California Gets an Extra Month to Relieve Prison Crowding

Federal judges Tuesday gave Gov. Jerry Brown an extra month to meet their order to relieve prison crowding, directing his administration to negotiate with inmates' lawyers in the meantime for long-term solutions to the problem.
September 25, 2013

Federal judges Tuesday gave Gov. Jerry Brown an extra month to meet their order to relieve prison crowding, directing his administration to negotiate with inmates' lawyers in the meantime for long-term solutions to the problem.

Saying confidential talks between the state and the inmates' representatives must begin immediately, the judges pushed their Dec. 31 deadline to Jan. 27 and ordered the two sides to report back to them by Oct. 21.

Their directive says the discussions should focus on "how this Court can ensure a durable solution to the prison crowding problem."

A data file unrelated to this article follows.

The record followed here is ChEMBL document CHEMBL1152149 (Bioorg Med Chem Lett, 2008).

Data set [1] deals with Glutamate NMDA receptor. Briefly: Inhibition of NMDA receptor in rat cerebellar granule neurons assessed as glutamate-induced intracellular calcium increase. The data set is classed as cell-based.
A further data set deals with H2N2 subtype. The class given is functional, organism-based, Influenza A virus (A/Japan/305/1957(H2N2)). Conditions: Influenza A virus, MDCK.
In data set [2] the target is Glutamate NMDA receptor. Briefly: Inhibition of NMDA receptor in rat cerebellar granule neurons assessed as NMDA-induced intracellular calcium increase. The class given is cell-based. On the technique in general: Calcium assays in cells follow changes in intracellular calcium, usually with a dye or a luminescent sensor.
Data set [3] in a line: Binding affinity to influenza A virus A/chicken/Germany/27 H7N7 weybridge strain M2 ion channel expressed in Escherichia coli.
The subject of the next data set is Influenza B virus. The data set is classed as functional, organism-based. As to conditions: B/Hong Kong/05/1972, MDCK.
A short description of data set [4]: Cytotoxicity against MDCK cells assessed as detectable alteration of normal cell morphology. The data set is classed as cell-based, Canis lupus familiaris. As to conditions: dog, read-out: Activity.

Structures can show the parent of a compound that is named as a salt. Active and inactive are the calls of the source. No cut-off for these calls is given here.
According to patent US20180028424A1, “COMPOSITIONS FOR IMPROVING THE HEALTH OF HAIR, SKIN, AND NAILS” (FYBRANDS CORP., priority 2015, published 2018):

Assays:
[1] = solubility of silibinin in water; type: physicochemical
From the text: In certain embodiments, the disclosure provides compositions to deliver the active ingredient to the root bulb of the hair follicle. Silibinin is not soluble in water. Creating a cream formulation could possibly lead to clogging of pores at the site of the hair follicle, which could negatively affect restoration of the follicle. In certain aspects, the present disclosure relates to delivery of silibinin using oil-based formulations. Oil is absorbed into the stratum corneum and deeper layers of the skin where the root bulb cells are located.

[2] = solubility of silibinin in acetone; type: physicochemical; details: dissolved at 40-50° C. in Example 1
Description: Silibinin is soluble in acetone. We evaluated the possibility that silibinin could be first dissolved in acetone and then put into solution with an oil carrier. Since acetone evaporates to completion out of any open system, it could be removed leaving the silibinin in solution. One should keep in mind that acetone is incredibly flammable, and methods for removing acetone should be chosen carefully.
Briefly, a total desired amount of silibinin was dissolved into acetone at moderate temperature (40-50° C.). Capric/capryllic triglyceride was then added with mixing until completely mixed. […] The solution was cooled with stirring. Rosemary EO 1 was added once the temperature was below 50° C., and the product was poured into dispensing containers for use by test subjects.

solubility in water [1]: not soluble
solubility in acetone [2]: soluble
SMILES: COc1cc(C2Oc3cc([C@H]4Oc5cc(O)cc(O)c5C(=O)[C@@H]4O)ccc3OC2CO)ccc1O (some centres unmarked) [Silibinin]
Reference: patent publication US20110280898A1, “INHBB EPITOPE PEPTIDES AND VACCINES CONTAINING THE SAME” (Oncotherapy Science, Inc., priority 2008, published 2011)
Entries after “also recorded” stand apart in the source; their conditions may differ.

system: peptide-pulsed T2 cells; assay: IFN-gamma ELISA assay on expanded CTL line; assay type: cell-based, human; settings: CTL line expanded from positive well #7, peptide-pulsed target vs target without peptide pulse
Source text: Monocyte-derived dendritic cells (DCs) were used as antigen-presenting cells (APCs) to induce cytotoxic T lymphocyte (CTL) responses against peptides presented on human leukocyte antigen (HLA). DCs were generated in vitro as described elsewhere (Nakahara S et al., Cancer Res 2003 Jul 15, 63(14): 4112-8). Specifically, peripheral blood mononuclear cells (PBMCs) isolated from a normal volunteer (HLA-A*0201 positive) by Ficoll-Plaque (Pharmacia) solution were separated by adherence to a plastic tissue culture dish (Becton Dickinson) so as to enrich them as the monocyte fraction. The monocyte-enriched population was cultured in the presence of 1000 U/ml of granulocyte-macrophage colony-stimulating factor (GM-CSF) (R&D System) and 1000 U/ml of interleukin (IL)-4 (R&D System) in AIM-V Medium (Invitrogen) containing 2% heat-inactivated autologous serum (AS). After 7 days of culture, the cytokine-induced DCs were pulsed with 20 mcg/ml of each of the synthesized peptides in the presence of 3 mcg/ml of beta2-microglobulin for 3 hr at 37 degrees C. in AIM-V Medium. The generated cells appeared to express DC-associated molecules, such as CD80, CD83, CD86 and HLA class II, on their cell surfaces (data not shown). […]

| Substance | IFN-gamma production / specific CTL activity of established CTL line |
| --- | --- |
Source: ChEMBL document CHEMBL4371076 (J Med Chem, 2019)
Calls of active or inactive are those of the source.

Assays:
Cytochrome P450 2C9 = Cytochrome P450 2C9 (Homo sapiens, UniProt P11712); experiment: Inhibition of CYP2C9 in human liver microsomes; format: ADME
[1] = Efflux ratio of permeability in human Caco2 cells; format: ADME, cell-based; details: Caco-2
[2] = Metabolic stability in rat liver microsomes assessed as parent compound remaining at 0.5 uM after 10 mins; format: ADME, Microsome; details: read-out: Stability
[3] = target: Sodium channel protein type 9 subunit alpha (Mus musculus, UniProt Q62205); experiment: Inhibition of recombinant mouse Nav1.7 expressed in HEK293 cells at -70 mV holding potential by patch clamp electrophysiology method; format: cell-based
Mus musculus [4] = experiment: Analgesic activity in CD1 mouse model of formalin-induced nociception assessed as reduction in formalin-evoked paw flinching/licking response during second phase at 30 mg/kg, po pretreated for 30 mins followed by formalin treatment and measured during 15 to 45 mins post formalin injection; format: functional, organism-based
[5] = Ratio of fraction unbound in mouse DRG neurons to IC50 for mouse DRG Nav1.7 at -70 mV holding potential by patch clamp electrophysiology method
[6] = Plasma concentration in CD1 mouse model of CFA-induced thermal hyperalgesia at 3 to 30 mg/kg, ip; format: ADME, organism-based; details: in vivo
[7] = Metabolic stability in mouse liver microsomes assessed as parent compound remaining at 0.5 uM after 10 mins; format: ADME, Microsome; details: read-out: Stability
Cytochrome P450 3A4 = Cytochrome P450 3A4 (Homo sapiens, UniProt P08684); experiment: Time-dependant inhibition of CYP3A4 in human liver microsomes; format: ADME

The governor had asked for a three-year delay of a three-judge panel's edict that about 9,600 prisoners be removed from California's lockups. In return, he promised to relocate about 2,500 prisoners quickly and to fund rehabilitation programs intended to ultimately lower the number of repeat offenders going to prison.

Without a postponement, Brown said, he would instead expand relocation of inmates to private prisons in other states, a costly prospect opposed by advocates for prisoners and their families.

In Tuesday's order, the judges told the state to halt negotiations for out-of-state prison beds.

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